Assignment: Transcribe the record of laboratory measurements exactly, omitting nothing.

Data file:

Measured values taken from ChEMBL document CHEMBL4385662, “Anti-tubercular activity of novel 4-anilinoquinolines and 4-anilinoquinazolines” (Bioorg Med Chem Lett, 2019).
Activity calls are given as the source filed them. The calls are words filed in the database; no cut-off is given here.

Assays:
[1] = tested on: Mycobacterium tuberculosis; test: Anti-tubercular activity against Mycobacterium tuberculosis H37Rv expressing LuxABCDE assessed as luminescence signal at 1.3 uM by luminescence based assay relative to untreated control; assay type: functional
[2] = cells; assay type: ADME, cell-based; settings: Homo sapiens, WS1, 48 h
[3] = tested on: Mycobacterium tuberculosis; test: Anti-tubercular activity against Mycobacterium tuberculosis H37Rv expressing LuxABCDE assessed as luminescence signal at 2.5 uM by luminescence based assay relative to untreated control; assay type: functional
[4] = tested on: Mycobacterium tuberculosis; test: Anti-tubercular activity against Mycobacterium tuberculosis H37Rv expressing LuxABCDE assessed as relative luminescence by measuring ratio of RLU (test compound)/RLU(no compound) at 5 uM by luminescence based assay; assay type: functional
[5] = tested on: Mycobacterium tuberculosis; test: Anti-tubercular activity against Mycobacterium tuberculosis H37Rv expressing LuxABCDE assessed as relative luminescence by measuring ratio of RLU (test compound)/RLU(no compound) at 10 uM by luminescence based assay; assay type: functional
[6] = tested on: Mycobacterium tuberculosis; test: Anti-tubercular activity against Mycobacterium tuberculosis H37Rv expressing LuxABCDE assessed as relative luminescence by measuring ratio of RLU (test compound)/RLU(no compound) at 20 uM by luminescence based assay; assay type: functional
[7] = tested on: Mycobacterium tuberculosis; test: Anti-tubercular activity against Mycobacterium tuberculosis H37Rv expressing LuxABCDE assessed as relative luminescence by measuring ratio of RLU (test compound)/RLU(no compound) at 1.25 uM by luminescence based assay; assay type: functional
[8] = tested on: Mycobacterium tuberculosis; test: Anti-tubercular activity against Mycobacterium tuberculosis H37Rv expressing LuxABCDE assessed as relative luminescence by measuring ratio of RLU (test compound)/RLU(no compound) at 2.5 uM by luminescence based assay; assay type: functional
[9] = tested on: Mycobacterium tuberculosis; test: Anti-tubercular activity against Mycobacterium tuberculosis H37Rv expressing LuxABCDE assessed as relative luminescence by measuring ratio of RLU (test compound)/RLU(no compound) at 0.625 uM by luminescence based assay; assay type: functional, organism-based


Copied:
Measured values taken from ChEMBL document CHEMBL4385662, “Anti-tubercular activity of novel 4-anilinoquinolines and 4-anilinoquinazolines” (Bioorg Med Chem Lett, 2019).
Activity calls are given as the source filed them. The calls are words filed in the database; no cut-off is given here.

Assays:
[1] = tested on: Mycobacterium tuberculosis; test: Anti-tubercular activity against Mycobacterium tuberculosis H37Rv expressing LuxABCDE assessed as luminescence signal at 1.3 uM by luminescence based assay relative to untreated control; assay type: functional
[2] = cells; assay type: ADME, cell-based; settings: Homo sapiens, WS1, 48 h
[3] = tested on: Mycobacterium tuberculosis; test: Anti-tubercular activity against Mycobacterium tuberculosis H37Rv expressing LuxABCDE assessed as luminescence signal at 2.5 uM by luminescence based assay relative to untreated control; assay type: functional
[4] = tested on: Mycobacterium tuberculosis; test: Anti-tubercular activity against Mycobacterium tuberculosis H37Rv expressing LuxABCDE assessed as relative luminescence by measuring ratio of RLU (test compound)/RLU(no compound) at 5 uM by luminescence based assay; assay type: functional
[5] = tested on: Mycobacterium tuberculosis; test: Anti-tubercular activity against Mycobacterium tuberculosis H37Rv expressing LuxABCDE assessed as relative luminescence by measuring ratio of RLU (test compound)/RLU(no compound) at 10 uM by luminescence based assay; assay type: functional
[6] = tested on: Mycobacterium tuberculosis; test: Anti-tubercular activity against Mycobacterium tuberculosis H37Rv expressing LuxABCDE assessed as relative luminescence by measuring ratio of RLU (test compound)/RLU(no compound) at 20 uM by luminescence based assay; assay type: functional
[7] = tested on: Mycobacterium tuberculosis; test: Anti-tubercular activity against Mycobacterium tuberculosis H37Rv expressing LuxABCDE assessed as relative luminescence by measuring ratio of RLU (test compound)/RLU(no compound) at 1.25 uM by luminescence based assay; assay type: functional
[8] = tested on: Mycobacterium tuberculosis; test: Anti-tubercular activity against Mycobacterium tuberculosis H37Rv expressing LuxABCDE assessed as relative luminescence by measuring ratio of RLU (test compound)/RLU(no compound) at 2.5 uM by luminescence based assay; assay type: functional
[9] = tested on: Mycobacterium tuberculosis; test: Anti-tubercular activity against Mycobacterium tuberculosis H37Rv expressing LuxABCDE assessed as relative luminescence by measuring ratio of RLU (test compound)/RLU(no compound) at 0.625 uM by luminescence based assay; assay type: functional, organism-based